In Season Three we are introducing a gallery show of works to be exhibited in Blackburn Museum and Art Gallery to celebrate work inspired by or made in / or alongside industry. We wish to extend the reach of the programme, audiences and the number of artists engaged in the programme. Opening at the festival weekend to an audience of 40,000, the exhibition will remain on public view for a period of 3 months. This is an opportunity for individual artists at any stage in their careers, to contribute work to an exciting, high profile group exhibition that will initiate a dialogue that explores what making means in a historic, contemporary and future context.

We are opening up this opportunity to artists through an open call; to further explore the themes represented in Art in Manufacturing programme. Submission is open to new works developed in line with the brief or existing works that reflect the themes below.

We are accepting submissions across all disciplines but please consider that pieces should be suitable for exhibition in a gallery context. We are interested in contemporary work that reflects one, or more of the following themes:

  • Factories and manufacturing; the fabrication, industrial processes and making methods used within them
  • Blackburn and Pennine Lancashire’s place in British manufacturing heritage and/or industrial revolution
  • Making in a heritage context - craftsmanship and traditional making
  • The changing face and future of manufacturing, advanced technologies and new digital works
  • Artworks that have been fabricated using industrial processes, machinery, techniques or making methods.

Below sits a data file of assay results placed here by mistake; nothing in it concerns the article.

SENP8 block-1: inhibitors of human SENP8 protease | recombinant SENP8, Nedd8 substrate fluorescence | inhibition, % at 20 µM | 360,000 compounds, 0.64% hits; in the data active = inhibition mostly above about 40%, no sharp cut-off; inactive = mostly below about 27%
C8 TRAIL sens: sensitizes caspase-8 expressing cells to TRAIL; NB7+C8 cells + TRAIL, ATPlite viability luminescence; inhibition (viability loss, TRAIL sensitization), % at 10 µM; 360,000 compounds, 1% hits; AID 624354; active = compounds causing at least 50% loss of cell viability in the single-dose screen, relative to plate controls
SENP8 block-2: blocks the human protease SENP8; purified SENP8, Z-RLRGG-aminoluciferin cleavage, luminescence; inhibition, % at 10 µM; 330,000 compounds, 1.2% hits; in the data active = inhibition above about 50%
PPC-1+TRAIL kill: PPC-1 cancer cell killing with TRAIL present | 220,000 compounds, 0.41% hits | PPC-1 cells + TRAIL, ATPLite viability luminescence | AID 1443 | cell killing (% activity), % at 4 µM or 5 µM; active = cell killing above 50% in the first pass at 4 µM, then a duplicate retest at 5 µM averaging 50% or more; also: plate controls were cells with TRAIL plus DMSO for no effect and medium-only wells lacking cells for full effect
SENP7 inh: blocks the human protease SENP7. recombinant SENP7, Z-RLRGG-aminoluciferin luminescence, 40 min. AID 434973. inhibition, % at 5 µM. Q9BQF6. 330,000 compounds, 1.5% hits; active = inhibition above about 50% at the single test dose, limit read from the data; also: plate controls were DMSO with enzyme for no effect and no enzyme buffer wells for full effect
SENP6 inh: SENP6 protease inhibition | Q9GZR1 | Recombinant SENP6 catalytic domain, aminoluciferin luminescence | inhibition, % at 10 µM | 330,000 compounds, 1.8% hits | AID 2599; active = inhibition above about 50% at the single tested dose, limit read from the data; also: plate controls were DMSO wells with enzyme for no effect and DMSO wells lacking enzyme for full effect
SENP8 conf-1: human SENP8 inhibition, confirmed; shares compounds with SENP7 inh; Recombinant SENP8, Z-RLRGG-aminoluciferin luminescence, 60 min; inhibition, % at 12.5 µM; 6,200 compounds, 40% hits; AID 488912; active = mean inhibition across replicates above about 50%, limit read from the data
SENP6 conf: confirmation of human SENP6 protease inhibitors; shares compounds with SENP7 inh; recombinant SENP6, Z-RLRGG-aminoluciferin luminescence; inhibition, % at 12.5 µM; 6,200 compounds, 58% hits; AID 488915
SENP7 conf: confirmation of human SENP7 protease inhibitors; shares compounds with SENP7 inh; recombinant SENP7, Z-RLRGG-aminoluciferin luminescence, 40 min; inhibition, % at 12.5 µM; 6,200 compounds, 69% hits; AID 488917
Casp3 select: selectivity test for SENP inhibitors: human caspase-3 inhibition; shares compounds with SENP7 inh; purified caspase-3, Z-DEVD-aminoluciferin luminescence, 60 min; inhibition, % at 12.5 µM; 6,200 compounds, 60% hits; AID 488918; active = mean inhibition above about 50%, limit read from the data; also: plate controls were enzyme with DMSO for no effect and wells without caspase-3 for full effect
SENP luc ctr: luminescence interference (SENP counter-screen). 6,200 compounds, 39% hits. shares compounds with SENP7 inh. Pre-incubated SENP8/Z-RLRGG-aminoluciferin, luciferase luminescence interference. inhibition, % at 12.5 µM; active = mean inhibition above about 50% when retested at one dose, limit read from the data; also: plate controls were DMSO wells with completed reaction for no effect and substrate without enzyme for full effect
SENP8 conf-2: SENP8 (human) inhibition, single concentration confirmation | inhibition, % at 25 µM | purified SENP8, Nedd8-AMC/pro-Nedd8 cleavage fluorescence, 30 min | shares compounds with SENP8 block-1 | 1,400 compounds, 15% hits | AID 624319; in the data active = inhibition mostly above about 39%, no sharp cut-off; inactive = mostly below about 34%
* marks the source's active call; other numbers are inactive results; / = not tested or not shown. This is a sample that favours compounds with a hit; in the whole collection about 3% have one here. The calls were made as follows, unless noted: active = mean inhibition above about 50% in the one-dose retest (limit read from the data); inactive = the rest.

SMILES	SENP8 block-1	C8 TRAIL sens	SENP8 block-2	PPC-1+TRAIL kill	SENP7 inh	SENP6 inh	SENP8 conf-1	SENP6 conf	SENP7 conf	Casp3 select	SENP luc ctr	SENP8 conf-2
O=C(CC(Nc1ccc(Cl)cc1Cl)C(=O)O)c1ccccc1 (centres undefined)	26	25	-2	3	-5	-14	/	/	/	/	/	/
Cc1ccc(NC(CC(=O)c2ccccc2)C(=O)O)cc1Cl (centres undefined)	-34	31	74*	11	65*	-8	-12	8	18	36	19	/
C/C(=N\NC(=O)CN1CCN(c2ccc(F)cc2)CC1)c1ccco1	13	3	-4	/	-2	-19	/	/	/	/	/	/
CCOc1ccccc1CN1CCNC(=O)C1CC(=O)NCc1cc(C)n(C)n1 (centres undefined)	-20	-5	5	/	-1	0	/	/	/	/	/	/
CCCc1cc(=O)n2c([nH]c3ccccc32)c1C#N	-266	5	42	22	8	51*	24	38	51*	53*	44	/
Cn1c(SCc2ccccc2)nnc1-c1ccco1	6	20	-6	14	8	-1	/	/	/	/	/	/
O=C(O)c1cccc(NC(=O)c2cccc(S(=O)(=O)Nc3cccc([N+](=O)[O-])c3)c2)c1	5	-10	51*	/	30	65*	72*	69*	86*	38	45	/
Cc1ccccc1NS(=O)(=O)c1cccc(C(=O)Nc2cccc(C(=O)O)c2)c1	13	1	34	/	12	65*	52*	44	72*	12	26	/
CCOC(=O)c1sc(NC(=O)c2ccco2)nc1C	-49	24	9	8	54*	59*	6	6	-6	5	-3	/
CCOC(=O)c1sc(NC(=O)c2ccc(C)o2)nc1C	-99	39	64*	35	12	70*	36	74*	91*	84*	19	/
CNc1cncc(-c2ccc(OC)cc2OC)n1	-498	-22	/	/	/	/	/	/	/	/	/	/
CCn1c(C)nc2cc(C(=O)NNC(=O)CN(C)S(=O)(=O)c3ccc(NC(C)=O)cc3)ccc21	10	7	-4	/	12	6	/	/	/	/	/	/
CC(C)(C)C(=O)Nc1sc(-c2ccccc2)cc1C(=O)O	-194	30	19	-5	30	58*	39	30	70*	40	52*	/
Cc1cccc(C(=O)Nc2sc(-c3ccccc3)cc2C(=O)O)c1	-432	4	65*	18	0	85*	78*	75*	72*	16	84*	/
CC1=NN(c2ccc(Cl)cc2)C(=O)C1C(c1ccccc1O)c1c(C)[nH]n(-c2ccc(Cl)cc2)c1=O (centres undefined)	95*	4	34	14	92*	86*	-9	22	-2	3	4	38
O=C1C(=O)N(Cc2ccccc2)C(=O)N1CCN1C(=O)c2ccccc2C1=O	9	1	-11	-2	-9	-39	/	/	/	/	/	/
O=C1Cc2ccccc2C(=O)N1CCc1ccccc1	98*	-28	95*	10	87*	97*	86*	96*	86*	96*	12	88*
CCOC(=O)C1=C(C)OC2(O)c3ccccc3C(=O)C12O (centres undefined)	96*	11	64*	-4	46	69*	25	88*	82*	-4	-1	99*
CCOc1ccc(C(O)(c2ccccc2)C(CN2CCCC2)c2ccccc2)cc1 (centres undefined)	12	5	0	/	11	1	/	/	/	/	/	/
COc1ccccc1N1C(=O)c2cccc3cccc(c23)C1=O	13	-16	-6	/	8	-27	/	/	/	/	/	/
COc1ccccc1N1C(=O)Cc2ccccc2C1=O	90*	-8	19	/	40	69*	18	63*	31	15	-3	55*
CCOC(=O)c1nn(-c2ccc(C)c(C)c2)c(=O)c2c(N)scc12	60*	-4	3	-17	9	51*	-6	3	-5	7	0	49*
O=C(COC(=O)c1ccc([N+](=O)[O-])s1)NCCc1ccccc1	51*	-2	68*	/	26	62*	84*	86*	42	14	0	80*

• Manufacturing workforce histories, stories and lifestyles
  • Work that has engaged communities collaboratively in making, to create new work

Things to consider before submitting works:

Works will be exhibited in a gallery setting - we are not placing a limit on the size of submissions, however we are limited by the number of pieces over 1.5 metres sq that can be accepted, or by large installation pieces

Works should be presented / framed / mounted to a high specification

There are no entry or submission fees for applications or exhibiting; however transportation costs / delivery for successful submissions will be at the cost of the artist. We will however endeavour to make collection from areas the team work in, and support artists where possible in the transportation of works

Submission guidelines

Submission must be provided in a Word / Pages / PDF document.

Please ensure that all information our selection panel should read, are in this document and not in the body of your email, as judges will only be provided with your submission document.

In this document include a small image of each work (please limit your submission to 3 pieces) with a descriptor of the work underneath. This should be no more than 150 words per work including:

  • Dimensions of each submission
  • Medium
  • Special requirements for hang / installation

Please additionally attach each image as a jpeg into the email body, to a maximum of 10mb so we can view your work at it’s full quality.

  • Please also:
  • Include your name / email/ telephone number and website (if applicable) on your submission
  • Name all your submission files with your own name and ‘Industrialised submission’

If you have any access requirements relating to submitting works, please contact the curator who will be happy to discuss alternative methods of submitting work for the exhibition.

Timeline

  1. Open call dates: 4th February - 15th April
  2. Selection: 16th - 19th April
  3. Confirmation of selected works by email: By 26th April
  4. Delivery / collections of works: 27th May - 7th June
  5. Installation dates: 10th -14th June
  6. Festival dates / opening weekend: 15th - 16th June
  7. Exhibition close  /de-install: TBC: between 8th and 18th September
  8. Return of works: 19th - 29th September

Communications

 

 

Deadline: 
04/15/2019
Contact & Links: